Altiplano has contracts with private companies that provide food and other services. Naturally, the incentive is to bring down costs. Isolation and poor treatment enables this, since there is no need for personnel that would supervise the usual rehabilitation activities. Mexican construction companies like Homex and ICA, Chinese enterprises and even the world’s richest man Carlos Slim have invested in the business of private prisons. Regarding Chapo, Azaola mentions she has been told by an authority that the strike did happen but without his participation.

Gustavo Fondevilla has been studying Mexican jails for ten years at CIDE, one of country's most important centers for researching and teaching social sciences. "If you go to a maximum security prison, you will find what many authors call institutionalized inmates, those who have lost their identity, they have adapted so much to the institution that they seem to be zombies," Fondevilla claims. He tells Fusion that in Altiplano "there are rules for everything, even for walking in the halls." He said the strike scenario seemed a bit odd considering conditions are not nearly as bad as in other facilities. "However, you do have a series of narcos that are used to very high standards of living."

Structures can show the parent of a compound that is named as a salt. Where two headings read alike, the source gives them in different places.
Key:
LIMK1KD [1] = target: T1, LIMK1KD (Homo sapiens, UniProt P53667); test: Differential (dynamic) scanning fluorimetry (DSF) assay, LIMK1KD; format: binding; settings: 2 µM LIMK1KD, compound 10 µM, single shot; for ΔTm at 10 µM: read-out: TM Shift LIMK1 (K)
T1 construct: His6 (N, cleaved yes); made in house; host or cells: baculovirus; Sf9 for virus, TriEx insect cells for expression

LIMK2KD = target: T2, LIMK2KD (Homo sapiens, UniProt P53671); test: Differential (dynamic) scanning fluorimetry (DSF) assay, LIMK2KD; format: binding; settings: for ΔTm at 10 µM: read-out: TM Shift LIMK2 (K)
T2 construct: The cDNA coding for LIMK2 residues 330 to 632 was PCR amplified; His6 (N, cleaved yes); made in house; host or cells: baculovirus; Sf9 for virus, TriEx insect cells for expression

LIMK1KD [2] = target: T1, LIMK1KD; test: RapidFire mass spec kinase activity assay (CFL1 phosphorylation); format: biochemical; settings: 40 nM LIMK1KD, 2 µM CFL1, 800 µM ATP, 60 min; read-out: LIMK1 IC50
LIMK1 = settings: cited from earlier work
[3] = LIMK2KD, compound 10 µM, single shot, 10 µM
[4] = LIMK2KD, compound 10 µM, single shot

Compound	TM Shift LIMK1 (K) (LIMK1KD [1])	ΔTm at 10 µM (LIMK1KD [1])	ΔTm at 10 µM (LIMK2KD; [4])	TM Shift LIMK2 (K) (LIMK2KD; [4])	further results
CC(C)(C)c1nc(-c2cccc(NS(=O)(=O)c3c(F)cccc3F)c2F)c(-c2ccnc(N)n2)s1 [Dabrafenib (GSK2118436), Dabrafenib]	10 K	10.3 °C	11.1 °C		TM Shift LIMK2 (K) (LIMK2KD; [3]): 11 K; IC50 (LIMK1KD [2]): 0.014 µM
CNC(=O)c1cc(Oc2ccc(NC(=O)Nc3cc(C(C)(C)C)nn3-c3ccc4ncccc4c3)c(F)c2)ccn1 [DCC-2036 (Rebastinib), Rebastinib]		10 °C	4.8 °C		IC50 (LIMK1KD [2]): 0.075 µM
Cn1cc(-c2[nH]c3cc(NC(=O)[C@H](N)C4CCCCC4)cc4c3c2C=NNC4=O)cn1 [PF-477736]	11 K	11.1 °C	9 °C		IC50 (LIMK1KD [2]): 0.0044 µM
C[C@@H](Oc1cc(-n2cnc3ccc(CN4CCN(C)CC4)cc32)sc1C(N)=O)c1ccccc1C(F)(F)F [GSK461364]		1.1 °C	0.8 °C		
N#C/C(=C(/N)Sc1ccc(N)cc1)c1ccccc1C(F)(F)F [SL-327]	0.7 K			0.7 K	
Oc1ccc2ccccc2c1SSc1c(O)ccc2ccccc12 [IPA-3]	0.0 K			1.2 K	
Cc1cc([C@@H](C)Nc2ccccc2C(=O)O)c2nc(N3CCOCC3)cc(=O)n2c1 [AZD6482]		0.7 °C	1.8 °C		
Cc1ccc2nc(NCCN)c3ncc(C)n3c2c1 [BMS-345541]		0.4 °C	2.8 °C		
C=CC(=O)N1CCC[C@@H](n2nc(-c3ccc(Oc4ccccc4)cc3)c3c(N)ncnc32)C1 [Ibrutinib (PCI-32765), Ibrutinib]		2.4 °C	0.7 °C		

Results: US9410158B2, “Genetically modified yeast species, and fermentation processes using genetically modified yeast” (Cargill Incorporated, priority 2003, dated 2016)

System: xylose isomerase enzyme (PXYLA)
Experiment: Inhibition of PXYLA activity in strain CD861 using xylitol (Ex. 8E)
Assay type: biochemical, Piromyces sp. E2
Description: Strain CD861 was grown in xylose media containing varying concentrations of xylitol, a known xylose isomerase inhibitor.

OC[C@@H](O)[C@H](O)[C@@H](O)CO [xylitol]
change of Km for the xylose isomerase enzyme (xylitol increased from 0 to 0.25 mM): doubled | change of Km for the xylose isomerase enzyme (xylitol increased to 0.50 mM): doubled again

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Fondevilla believes there must be other reasons behind the strike, if there was one. "The main question is how they were able to communicate with one another." If this happened it is more about Chapo sending a message to the Mexican government and to his organization; he’s alive and well, and remains powerful. Moreover, it showcases institutional weakness.